Meta-conversations are some of the most interesting kinds of interactions we can have and are essential to greater understanding between people – interpersonally, professionally and otherwise. Parsimoniously speaking, it’s a way of addressing how we’re speaking about things, and how those ways may be interfering with solutions and progress – and then correcting them. Oddly though, many people fear being frank in the way that this requires. Yet it’s these very conversations that palpably offer a huge sigh of relief when we’re having them. Some examples follow:
-Alan is trying to get Ellen to move in with him in the near future, but whenever they discuss it she feels pushed and shuts down. Alan is now becoming distrusting and resentful. So he moves to the meta-conversation of asking Ellen whether there’s something in how he’s bringing it up that may be turning her off. And though he avers that he clearly does want to move in together, he understands that he needs to figure out how he may be obstructing the very thing he wants. His frank and open statement helps Ellen feel more willing to address it. And so she describes how she gets into ‘rebellious mode’ when she feels there’s an expectation about what she ‘should’ do; it then paves the way for a series of discussions that ultimately allow them to talk about when and how they’ll move in.
-Kate is pretty enamored of Nell; they’re spending several days and evenings together, and yet Kate senses some skittishness in Nell about getting closer, both physically and in rarely calling or initiating plans. But Kate is fairly certain that Nell likes her. So she takes the leap of opening up a dialogue: telling Nell that she’s quite taken with her but isn’t clear why Nell sometimes seems reticent. Kate is quick to let her know that she’s in no way complaining, but simply interested in seeing where this can go, and realizing that by getting a sense of what’s going on for Nell, they’ll manage their way through this better. Bottom line is that the talk itself created greater closeness and trust – two of the most necessary factors in starting (and maintaining) any relationship.
-A man has written to a woman on a dating site; he suggests that they speak but she demurs, saying she’d prefer to write a bit longer before moving to phone. He replies that he doesn’t like emailing because of tendencies to build inflated beliefs about the other, and for that reason he’d prefer to talk – ending by saying he “wishes her well in dating” if she’d rather not try. She finds herself feeling almost rebellious, not wanting to ‘give in’ to what feels like a power struggle. But she decides instead to write him a note describing her initial response, and that because she doesn’t want to automatically be reactive and say ‘no’, she’s going to take some time to think about it and likely give him a call shortly. This short interaction itself eased what could have been a quick end to further contact. She does call him, and early on he describes how unusually comfortable he feels with her for her openness and willingness to talk freely..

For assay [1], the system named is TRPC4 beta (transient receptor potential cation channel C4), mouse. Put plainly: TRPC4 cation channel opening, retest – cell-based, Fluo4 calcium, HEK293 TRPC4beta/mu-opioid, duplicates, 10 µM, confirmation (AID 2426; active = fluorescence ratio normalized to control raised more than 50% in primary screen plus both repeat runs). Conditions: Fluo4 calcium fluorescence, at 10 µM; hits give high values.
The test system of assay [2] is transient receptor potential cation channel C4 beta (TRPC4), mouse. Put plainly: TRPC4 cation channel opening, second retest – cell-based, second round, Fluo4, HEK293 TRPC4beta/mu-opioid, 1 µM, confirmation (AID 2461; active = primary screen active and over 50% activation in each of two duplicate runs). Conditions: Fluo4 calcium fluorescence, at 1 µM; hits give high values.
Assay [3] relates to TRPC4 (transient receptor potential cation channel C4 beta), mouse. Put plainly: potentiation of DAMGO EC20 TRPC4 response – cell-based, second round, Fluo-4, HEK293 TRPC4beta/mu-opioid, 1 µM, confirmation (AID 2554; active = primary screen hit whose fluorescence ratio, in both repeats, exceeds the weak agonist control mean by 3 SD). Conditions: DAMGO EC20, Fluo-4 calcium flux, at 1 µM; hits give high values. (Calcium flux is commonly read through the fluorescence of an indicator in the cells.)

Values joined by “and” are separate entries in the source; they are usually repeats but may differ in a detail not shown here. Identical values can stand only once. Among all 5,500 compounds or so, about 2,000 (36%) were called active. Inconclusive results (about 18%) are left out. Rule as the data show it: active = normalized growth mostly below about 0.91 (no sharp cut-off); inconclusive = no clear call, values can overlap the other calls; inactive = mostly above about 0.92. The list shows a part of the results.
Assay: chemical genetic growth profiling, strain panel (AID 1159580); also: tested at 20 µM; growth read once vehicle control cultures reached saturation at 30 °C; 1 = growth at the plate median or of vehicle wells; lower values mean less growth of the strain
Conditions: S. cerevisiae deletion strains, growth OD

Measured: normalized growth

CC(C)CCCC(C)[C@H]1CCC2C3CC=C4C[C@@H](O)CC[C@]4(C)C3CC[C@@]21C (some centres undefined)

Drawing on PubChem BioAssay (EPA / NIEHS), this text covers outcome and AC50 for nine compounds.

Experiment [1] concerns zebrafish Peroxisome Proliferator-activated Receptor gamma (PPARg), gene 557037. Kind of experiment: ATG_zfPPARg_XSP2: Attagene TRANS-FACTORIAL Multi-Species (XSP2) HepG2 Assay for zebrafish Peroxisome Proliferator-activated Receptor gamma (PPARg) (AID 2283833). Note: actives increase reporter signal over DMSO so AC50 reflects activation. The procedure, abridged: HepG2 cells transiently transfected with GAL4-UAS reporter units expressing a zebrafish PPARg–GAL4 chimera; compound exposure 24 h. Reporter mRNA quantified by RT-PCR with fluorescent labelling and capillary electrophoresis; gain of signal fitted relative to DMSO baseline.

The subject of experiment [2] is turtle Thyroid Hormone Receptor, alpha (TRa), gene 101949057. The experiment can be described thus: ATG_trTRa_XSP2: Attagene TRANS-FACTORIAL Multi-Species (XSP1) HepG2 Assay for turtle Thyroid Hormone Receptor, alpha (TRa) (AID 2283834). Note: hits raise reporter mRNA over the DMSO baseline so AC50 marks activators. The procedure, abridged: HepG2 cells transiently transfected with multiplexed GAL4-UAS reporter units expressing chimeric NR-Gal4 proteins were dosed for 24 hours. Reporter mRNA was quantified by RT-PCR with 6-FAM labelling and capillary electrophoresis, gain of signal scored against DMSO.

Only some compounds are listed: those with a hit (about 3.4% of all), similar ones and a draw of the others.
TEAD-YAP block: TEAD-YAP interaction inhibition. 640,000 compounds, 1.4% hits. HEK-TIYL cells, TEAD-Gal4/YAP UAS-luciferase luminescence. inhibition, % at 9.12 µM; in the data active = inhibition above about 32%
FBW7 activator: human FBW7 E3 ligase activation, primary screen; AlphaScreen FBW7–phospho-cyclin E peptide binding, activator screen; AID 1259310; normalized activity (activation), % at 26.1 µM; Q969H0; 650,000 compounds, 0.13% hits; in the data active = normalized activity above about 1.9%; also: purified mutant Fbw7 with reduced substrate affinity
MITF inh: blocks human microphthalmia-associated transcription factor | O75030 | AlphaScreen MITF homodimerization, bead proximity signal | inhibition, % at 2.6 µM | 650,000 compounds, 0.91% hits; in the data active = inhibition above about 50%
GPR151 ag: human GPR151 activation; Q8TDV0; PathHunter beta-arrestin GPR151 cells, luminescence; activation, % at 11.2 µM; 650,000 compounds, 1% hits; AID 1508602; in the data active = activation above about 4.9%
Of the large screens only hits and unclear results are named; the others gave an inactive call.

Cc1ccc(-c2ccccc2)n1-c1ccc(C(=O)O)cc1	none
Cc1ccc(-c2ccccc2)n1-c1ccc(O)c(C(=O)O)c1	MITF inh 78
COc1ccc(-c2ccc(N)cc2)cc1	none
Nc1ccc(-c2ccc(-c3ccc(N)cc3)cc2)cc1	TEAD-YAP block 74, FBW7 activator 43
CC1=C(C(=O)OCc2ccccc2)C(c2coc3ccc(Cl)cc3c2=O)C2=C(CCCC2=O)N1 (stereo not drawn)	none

-Jeff has spoken often in therapy about how his manager (Sara) doesn’t value him or his suggestions. He offers an example of one particular meeting. I show him the likely inaccurate assumptions he’s making and offer alternate explanations for Sarah’s attitude/behavior; and we spend the next part of the session coaching him on how to ‘meta-converse’ with her. At the next meeting he tells her that he’d sullenly walked out of their earlier meeting believing she was assessing him poorly – but that he recognizes the ineffectiveness of doing that as it aborts further useful conversation. Sara actually develops a level of respect for his simply bringing the subject up, and tells him that she herself had been trying to determine why she wasn’t giving him more challenging assignments. With further discussion, she realizes that it was his very attitude that she was reacting to… and then confirms that his decision to speak with her so openly and incisively about this is the very thing that gives her the confidence to channel more of the work back to him; a critically important conversation that took no more than 10 minutes.
Meta-conversations aren’t magic and don’t by themselves lead to inevitably rosy outcomes. But they do very much allow the wiggle room to work through problems that had remained seemingly intractable. The self-efficacy and confidence one gains from using them is self-reinforcing – because it’s so much more likely to achieve better outcomes.